Powell said these types of loans are well distributed throughout the banking system, so he does not expect a sudden downturn in office performance to be broadly disruptive. But, he noted, some small banks are heavily exposed to this type of lending and in danger of significant losses. The problem is unlikely to be destabilizing, he said, but it could linger for a long time.
“We’re well aware of that and we’re monitoring it carefully,” he said. “It feels like it feels like something that will be around for some time, as opposed to something that will end up being a systemic risk.”
Powell added that the Fed remains on the lookout for additional ripple effects from the trio of bank failures this spring. He said there are signs that the crisis has caused credit conditions to tighten, but it remains unclear to what extent and what that pullback means for the overall lending environment.
“It’s too early still to try to assess the full extent of what that might mean,” he said. “If we were to see what we would view as significant tightening beyond what would normally be expected … we would factor that into … making rate decisions.”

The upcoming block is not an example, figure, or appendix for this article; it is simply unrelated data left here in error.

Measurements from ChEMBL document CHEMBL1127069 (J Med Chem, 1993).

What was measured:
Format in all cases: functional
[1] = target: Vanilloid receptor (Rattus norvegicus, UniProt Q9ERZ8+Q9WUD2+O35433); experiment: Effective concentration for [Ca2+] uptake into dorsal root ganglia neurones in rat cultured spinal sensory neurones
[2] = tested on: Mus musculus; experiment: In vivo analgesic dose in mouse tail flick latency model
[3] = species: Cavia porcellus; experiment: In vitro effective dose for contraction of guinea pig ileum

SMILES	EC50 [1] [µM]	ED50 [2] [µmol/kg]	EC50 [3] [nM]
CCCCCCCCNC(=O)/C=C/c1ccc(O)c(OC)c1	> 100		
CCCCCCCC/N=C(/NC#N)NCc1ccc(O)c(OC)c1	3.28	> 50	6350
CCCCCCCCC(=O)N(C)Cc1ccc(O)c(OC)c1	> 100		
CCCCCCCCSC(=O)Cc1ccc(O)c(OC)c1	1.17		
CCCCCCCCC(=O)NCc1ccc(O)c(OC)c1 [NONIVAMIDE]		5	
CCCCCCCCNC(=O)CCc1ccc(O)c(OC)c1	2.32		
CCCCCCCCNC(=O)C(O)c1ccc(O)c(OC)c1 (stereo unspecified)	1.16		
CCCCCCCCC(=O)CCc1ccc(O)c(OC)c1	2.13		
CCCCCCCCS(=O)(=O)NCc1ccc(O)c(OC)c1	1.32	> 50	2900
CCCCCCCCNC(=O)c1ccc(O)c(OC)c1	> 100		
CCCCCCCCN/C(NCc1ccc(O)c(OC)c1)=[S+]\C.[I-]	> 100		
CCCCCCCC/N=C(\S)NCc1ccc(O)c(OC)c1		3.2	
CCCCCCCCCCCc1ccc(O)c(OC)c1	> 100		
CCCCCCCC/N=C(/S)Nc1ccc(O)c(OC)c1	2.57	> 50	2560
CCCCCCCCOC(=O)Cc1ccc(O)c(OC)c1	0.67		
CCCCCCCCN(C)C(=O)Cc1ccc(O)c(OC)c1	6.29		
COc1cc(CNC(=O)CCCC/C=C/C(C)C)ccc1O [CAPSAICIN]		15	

During the meeting, the FOMC voted unanimously to hold the Fed’s benchmark interest rate steady for the first time in more than a year, signaling a new, more cautious phase of its campaign to tamp down excessive inflation.
The target range for Fed’s federal funds rate will remain between 5% and 5.25% for at least the next six weeks. But, contrary to some pre-meeting speculation, most Fed leaders expect to raise rates at least once more before the end of the year.